Cannabis is a genus of plants belonging to the family of Cannabaceae. Cannabis plants produce a unique family of terpeno-phenolic compounds called cannabinoids. Tetrahydrocannabinol (THC) and cannabidiol (CBD) are the two cannabinoids usually produced in greatest abundance and only the former one is psychoactive. The term hemp, or industrial hemp, usually refers to varieties with low amount of THC (<0.3%). Hemp can be cultivated for many different purposes, either for its seeds, oil, food and medicinal properties.  Certain hemp chemovars contain high amount of cannabidiol (CBD), the non-psychoactive phytocannabinoid of high interest for its therapeutic potential for treatment of anxiety, cognition, movement disorders and pain.  Hemp fibers are used for different purposes in industry, including clothing, textiles and cosmetics. In the last decade, hemp have been considered as a potential source of biofuel, with high convertion rates and yields: the hemp biomass can be fermented for production of low carbon fuels like bioethanol or biobutanol, while the oil extracted from hemp seeds can succesfully be transformed into biodiesel through base catalysed transesterification.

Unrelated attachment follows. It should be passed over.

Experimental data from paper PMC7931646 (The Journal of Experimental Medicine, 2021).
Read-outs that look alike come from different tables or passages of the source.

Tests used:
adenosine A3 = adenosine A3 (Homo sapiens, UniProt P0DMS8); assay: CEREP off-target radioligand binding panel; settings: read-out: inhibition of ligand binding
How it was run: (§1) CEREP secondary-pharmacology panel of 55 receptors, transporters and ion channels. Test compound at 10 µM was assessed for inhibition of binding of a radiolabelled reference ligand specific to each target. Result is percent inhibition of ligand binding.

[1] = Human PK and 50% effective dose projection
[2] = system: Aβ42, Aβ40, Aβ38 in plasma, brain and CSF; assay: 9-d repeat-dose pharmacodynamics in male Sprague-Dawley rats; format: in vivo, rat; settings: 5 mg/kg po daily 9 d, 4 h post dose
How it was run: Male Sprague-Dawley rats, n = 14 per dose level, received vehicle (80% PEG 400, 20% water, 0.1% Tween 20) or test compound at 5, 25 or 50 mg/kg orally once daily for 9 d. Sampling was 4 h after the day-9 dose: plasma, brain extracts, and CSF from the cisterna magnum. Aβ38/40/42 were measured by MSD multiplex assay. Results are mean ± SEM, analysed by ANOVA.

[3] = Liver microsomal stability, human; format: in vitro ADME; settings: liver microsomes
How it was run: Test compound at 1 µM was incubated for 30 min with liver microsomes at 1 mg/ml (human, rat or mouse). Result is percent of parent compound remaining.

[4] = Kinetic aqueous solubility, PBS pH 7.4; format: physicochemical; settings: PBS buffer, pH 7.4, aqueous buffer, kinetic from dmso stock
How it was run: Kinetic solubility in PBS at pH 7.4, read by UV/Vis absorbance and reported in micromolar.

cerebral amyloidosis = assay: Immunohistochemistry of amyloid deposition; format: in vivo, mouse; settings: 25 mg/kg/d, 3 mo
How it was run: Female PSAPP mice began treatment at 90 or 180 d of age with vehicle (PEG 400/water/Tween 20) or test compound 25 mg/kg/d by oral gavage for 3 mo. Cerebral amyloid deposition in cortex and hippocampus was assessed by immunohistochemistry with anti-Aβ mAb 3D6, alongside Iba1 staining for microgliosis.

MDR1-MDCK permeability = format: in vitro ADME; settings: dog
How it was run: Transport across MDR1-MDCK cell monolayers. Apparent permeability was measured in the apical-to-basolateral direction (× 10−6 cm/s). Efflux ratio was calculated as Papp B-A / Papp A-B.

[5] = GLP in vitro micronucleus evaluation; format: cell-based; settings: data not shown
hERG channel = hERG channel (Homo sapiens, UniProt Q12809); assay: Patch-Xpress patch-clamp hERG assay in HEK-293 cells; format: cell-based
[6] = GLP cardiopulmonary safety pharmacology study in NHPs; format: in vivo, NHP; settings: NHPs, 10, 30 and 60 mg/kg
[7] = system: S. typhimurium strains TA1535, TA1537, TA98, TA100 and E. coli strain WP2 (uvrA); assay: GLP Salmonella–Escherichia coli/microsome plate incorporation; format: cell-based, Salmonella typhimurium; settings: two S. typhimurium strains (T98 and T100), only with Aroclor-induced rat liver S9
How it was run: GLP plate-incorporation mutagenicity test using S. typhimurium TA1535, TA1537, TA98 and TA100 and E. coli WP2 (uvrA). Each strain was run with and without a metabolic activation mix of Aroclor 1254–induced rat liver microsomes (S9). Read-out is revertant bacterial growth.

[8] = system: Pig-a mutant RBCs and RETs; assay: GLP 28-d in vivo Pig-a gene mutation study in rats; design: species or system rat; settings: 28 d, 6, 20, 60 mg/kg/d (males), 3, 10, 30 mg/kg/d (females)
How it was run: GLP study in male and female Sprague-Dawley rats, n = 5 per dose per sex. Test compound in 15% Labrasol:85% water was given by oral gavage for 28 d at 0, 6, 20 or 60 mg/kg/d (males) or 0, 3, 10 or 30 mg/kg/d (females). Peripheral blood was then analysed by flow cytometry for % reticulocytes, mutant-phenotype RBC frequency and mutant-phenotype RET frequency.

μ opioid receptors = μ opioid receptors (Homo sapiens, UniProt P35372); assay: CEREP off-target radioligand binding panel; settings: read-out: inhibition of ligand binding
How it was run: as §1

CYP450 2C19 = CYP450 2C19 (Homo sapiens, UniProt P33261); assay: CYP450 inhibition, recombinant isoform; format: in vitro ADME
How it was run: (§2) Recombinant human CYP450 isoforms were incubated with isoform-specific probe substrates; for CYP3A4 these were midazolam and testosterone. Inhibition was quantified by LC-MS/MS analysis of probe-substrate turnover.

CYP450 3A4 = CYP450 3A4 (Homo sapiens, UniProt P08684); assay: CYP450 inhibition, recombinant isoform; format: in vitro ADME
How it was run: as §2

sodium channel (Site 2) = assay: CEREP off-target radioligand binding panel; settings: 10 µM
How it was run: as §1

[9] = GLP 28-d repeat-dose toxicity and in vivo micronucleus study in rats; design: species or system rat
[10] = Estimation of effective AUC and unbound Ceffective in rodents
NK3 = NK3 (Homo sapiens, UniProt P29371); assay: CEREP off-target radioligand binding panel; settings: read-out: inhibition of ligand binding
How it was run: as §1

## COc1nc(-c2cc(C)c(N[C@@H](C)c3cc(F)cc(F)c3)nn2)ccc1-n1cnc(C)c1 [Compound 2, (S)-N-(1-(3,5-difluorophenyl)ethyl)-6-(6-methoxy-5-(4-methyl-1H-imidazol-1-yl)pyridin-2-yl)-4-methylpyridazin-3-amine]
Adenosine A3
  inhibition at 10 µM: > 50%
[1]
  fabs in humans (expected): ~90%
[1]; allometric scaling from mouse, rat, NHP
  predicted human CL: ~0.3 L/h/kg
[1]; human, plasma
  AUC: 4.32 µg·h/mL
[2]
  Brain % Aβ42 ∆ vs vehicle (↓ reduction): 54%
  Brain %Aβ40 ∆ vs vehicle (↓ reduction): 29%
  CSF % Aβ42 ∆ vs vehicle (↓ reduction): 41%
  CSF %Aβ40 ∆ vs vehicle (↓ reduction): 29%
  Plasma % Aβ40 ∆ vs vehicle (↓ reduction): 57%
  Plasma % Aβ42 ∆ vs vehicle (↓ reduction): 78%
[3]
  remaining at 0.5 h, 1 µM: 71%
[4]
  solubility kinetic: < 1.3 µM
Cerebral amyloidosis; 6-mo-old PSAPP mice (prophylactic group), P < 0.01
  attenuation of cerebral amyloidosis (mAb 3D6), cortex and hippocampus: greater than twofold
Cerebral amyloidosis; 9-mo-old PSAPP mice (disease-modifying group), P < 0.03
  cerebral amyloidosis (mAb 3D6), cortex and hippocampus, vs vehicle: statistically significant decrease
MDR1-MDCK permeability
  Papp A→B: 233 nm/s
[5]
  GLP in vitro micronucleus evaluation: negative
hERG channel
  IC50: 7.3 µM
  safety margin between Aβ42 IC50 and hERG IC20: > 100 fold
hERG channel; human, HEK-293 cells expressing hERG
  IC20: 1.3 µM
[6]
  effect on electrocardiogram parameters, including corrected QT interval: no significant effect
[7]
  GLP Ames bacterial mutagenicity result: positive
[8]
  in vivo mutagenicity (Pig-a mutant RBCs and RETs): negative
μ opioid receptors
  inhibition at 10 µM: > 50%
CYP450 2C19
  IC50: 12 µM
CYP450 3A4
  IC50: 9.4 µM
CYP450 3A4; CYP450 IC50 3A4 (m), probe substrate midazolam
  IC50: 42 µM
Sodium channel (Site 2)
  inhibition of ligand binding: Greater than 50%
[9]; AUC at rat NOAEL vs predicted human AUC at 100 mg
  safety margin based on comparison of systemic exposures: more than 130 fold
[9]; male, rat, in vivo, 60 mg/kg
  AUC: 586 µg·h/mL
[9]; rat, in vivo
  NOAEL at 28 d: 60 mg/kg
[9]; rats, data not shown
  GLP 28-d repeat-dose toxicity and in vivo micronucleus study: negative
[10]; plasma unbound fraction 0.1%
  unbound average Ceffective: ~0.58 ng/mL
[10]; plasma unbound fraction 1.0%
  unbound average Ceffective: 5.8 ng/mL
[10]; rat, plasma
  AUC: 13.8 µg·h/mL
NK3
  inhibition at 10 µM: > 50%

Hemp contains many phytocannabinoids in the aereal part of the plant and CBD is usually the most abundant one: through extraction procedures it is possible to isolate this valuable cannabinoid in the form of pure isolate or full-spectrum extract, if the final product contains also other cannabinoids and plant costituents. Hemp seeds unlike stalks, leaves and flowers, don’t contain phytocannabinoids and are used to obtain an oil with a rich profile of nutrients, dietary fibers, vitamins, minerals and high amount of fatty acids, in particular omega-6 and omega-3, optimal for human health.  It is possible to add plant matter also to seed extraction leading to a full-spectrum hemp oil, with phytocannabinoids included in the final extract.
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Image: Hemp_Picture Sabina Pulone